Occupy Nigeria

OP-UNEDITED | Subsidy Removal: How Did Their Minds Change? – By Ilemona Onoja

By Ilemona Onoja

I remember January 2012 very vividly. Along with my brother, hyped on the need to stand up to the Federal Government’s announcement to remove subsidy and increase the price of fuel to N140, I had joined several others to walk from Ajah to Falomo. The objective was to join fellow protesters there or anywhere where we could find them, to ensure that the Goodluck Jonathan led Federal Government reversed its decision, to stand with the people. There are not many things I regret more than those days. In my whole life.

On 11th May, 2016 the Muhammadu Buhari led Federal Government in a terse statement announced the complete removal of fuel subsidy and set an upper limit price of N145 per litre of the product. It also opened up the downstream sector of the petroleum industry to any corporate entity desirous of importing fuel provided such entity meets requirements.

Certain things confuse me about this announcement. And add to my regret over joining #OccupyNigeria in 2012. This government and all its major players are on record criticising the decision to remove subsidy in 2012. In 2012, all the key actors in the current regime gave moving speeches, wrote strongly worded articles and passionately motivated Nigerians to shut down the country as in response to the government’s announcement. I heard those speeches. I read those articles and interviews. I believed them.

A particularly telling article was written by Tolu Ogunlesi who currently serves as the SSA to President Buhari on New Media. In it, he strongly criticised and condemned former President Jonathan for removing subsidy. The screenshot below contains excerpts from that article. I am confused. Tolu, what has changed? How are you now an advocate (or at the very least the employee of an advocate) for subsidy removal?

Tolu 1 Tolu 2

The thing is the criticism did not stop there. It continued all the way to 2015 and was a constant reference point in the 2015 election campaigns. To quite a lot of analysts, the journey to the loss of 2015 presidential election started for President Jonathan on the day he announced the removal of subsidies. Indeed, President Jonathan lost a lot of public goodwill during that period, most of which he never regained.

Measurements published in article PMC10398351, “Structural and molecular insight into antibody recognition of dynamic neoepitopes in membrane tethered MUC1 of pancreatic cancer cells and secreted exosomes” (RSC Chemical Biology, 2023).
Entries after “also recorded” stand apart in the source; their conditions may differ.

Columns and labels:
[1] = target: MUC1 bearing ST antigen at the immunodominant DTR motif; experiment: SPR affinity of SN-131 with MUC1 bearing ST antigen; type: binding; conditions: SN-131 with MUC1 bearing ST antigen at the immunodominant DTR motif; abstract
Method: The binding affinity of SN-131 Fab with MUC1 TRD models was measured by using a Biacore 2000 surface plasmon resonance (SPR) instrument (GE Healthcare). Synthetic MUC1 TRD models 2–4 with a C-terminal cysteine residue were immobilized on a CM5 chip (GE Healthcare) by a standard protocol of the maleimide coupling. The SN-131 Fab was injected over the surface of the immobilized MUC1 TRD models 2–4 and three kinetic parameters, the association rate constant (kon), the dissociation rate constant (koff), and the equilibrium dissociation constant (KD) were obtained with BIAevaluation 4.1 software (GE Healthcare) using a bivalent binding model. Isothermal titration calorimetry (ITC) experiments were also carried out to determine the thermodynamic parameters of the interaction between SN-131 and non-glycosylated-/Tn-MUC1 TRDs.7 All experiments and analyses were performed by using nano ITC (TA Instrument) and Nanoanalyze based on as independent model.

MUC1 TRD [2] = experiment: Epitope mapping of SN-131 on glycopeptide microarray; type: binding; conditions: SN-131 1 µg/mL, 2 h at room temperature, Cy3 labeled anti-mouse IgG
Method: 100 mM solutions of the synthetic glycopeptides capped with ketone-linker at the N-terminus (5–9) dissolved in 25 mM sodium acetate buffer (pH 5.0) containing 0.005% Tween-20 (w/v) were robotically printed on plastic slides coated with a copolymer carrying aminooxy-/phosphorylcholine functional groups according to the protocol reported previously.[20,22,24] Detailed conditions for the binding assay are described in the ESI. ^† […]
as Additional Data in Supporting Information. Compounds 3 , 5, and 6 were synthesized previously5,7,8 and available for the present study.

As part of the continuing criticism, Babatunde Fashola – then Governor of Lagos State (now Minister of Power, Works & Housing) wrote an article criticising the N10 reduction of fuel prices by the Jonathan administration on January 26, 2015 as insufficient. This article was written with the context that 50% drop in price of crude oil ought to have seen a commensurate 50% fall in the cost of fuel. Today, Fashola serves as minister in a government that has increased the price of fuel by N58 despite the fact that crude prices have fallen lower than they were in January 2015. Excerpts of that article can be found below.

Article 1 Article 2

I am not even going to bother writing in depth about people like Pastor Tunde Bakare who called for the impeachment of Jonathan over the issue, or of Femi Falana (SAN) whose voice filled the airwaves as protests raged on. Dino Melaye? Nasir El Rufai? The list is endless. I just wonder what has changed.

Quick retorts are being given all over social media that #OccupyNigeria was formed on the basis that Jonathan could not be trusted with the savings accruable from the removal of subsidy. Thing is this argument falls flat on its face once one runs a simple google search on projects financed by funds saved from the partial removal of subsidy. Of course there were issues, as with everything Nigerian, but we can point to a lot of infrastructure constructed by SURE-P as evidence of the investment of those funds.